How Digital Technology Helps Farmers Respond to Covid-19 Pandemic
Once subscribed to the platform, users receive four push messages per week.
Access to accurate and timely information is crucial for farmers all around the world, and even more so during the Covid-19 pandemic. Many farmers rely on digital services, especially those delivered through platforms accessible via mobile phones, to access this information. But for many small-scale farmers in rural and remote areas, this kind of access remains a challenge.
According to the International Fund for Agricultural Development (IFAD), this is especially true in Kenya. The majority of Kenyans own at least a basic mobile phone and are therefore able to receive communications like simple text messages. However, digital support for small-scale farmers remains patchy, and in some cases is non-existent.
Last spring, according to IFAD, as movement restrictions and other safety measures took hold across Kenya, the Kenya National Farmers’ Federation (KENAFF) created a mobile phone–based information service as a way to respond to the crisis and keep farmers better informed.
“With everything closed and everyone in lockdown, we needed to find a way to reach out to our members and the farmers in general,” explains Dr Mwendah M’Mailutha, CEO of KENAFF.
In March of last year, KENAFF began work on their information service. From the beginning, they knew it needed to be accessible to all – that is, it would need to operate via technology that even non-smartphone mobile phones could handle with ease.
To build the platform, KENAFF joined forces with the Andreas Hermes Akademie, an agricultural agency that forms part of the global AgriCord alliance and is supported by the European Union and the IFAD-funded FO4ACP programme. The Akademie’s technical and financial support was invaluable during the development stages.
Ultimately, KENAFF and its partners decided to make use of the USSD (Unstructured Supplementary Service Data) protocol for the platform. With this method, the service operator can push text-based messages to users’ phones based on an input code. It’s the same kind of technology used by many mobile network operators for simple real-time information queries, such as checking one’s available mobile phone balance.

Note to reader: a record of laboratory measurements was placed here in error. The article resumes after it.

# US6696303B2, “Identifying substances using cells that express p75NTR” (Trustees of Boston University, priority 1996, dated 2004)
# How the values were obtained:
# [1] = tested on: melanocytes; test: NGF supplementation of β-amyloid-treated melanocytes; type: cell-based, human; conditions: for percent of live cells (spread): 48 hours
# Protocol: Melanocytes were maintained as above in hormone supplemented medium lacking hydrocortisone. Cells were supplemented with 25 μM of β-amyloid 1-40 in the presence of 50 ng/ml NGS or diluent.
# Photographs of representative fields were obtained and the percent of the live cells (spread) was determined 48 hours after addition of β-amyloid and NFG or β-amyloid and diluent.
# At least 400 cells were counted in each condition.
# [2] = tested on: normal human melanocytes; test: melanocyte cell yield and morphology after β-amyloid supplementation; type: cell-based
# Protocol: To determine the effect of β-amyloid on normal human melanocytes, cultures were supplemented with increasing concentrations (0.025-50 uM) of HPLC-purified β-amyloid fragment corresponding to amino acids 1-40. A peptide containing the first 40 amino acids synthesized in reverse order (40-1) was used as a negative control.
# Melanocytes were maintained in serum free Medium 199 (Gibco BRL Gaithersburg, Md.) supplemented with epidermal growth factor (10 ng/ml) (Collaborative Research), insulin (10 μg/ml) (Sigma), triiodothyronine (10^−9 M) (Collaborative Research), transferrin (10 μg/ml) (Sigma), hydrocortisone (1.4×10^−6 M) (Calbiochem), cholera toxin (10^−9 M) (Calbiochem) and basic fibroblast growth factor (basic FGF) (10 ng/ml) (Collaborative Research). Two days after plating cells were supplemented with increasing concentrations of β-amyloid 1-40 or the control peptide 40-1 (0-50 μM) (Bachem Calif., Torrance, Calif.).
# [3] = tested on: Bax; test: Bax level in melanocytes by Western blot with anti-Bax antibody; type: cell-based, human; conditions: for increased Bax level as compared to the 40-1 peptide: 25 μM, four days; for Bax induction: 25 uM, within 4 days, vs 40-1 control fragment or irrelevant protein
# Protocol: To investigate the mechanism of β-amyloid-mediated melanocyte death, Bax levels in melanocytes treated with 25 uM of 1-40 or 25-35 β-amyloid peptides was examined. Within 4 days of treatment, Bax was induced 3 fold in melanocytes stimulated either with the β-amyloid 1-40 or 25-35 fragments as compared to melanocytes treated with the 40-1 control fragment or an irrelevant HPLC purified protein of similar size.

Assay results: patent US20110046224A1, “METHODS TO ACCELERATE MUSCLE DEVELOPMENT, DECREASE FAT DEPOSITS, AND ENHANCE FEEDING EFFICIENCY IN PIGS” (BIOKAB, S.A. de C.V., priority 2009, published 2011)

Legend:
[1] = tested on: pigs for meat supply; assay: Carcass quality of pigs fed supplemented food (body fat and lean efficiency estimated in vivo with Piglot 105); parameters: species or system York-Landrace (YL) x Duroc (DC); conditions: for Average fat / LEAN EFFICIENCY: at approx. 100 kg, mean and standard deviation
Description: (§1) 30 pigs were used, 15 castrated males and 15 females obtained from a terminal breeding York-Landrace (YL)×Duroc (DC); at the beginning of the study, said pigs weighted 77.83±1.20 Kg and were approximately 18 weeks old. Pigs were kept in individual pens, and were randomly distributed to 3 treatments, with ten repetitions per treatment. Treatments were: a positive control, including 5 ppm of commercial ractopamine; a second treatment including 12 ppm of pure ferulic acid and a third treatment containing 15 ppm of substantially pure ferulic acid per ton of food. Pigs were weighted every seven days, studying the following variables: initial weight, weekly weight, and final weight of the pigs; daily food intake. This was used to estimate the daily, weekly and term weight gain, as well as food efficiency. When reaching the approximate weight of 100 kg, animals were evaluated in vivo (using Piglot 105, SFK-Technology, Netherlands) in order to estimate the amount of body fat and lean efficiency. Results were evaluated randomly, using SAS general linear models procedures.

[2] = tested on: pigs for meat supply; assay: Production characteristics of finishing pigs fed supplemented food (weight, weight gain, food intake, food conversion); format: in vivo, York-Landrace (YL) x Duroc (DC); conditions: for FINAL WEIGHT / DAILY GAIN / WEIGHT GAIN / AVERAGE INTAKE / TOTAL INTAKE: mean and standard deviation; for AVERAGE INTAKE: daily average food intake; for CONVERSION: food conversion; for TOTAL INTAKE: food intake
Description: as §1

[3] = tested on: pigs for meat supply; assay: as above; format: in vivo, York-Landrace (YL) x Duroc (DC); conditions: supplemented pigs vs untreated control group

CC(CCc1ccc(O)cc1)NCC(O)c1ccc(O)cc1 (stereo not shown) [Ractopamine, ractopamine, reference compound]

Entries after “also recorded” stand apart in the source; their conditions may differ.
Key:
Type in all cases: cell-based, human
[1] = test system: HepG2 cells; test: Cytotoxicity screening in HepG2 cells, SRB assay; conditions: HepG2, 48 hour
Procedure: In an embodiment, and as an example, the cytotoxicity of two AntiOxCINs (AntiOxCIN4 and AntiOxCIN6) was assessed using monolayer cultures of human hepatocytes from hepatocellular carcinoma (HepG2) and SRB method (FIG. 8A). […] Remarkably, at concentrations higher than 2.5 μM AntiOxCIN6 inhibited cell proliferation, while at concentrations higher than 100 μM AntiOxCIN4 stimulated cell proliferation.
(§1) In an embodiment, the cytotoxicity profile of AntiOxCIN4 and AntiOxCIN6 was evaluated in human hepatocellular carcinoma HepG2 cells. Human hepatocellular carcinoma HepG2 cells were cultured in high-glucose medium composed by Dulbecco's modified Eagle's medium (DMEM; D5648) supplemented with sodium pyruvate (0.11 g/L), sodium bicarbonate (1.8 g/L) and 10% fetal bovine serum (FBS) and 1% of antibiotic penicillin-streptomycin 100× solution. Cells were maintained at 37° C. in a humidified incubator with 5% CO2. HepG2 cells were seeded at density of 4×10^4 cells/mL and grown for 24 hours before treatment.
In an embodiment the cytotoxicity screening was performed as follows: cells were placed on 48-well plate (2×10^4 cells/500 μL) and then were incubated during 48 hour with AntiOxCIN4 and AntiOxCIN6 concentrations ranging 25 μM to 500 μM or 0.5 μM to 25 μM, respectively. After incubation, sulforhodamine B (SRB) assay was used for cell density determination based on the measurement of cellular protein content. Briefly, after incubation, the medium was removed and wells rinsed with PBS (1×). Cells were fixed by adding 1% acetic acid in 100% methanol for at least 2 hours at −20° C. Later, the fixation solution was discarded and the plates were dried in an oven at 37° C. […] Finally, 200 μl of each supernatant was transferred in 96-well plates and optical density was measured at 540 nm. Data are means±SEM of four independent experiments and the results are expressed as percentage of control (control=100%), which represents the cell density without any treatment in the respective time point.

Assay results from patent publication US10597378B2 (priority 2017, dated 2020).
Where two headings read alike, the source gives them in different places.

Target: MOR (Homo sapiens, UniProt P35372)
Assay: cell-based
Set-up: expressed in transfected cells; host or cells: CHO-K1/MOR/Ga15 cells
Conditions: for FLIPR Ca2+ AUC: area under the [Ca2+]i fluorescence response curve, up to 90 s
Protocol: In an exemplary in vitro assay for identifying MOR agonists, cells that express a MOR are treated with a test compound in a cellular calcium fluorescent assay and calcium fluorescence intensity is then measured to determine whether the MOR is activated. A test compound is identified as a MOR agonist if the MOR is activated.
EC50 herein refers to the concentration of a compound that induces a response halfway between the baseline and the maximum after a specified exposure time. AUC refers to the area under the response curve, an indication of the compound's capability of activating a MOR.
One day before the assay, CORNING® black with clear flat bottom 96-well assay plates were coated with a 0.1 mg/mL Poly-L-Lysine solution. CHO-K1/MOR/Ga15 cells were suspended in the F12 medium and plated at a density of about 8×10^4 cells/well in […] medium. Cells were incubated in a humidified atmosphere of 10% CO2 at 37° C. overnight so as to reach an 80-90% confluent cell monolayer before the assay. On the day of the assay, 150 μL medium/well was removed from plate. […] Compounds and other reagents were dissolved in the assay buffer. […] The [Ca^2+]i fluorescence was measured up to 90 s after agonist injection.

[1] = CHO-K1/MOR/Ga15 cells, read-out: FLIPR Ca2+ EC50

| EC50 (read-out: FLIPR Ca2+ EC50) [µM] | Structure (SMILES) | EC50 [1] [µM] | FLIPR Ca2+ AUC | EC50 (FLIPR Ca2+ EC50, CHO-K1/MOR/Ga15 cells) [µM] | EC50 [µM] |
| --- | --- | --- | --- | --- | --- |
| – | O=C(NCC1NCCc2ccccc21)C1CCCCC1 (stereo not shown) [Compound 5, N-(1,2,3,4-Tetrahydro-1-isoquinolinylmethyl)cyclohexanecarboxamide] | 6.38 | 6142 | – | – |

The service, known as the KENAFF USSD Code Platform, officially launched in October 2020. It delivers USSD-based messages containing information on a wide range of topics, from Covid-19 mitigation measures, to technical advice, to suggestions for adaptation and resilience-building, to the latest information on market conditions and weather patterns.
To ensure the necessary level of accuracy for weather predictions and market fluctuations, all information is localized to the sub-county level.
To ensure the messages deliver high-quality information, KENAFF draws upon expertise from many different fields. Its in-house agricultural specialists provide content for technical advice, and its field offices throughout the country contribute up-to-date market information every other day.
KENAFF also partners with several other national ministries and organizations to receive additional input. The Kenya Agricultural Observatory Platform, for example, provides weather data, and the Kenya Agricultural & Livestock Research Organisation supplies the latest research results.
Once subscribed to the platform, users receive four push messages per week. Users can respond to the messages with specific codes to request further information, or they can form their own questions and send them in via text message.
If many users within a county ask the same question, the service shares the answer with all subscribers in the county. Subscribers also have the chance to send their questions directly to KENAFF’s advisory services and receive a personalized answer.
The question-and-answer functionality has been incredibly popular with users, to the point that KENAFF is considering changes to their approach to make the platform more effective. To date, most of the questions they receive are on market information, Covid-19, and technical advisory services.
A large part of this work involves conveying complex technical information to its subscribers in plain language and in a way that’s suitable for the text-message format. “It is important that we translate the information into language that the farmers will understand,” explains Dr M’Mailutha. “That makes the platform more accessible.”
Currently the system has around 72,000 registered users across 47 counties of Kenya. KENAFF hopes to register over a million users by the end of 2021. As part of this expansion, KENAFF plans to establish more USSD codes on additional broadband networks throughout Kenya, which will extend the service’s reach to a greater number of farmers.
They expect that up to three million farmers are potentially reachable with the service within the next several years, and as they continue their work to grow the platform, KENAFF is looking to develop other mobile apps as well.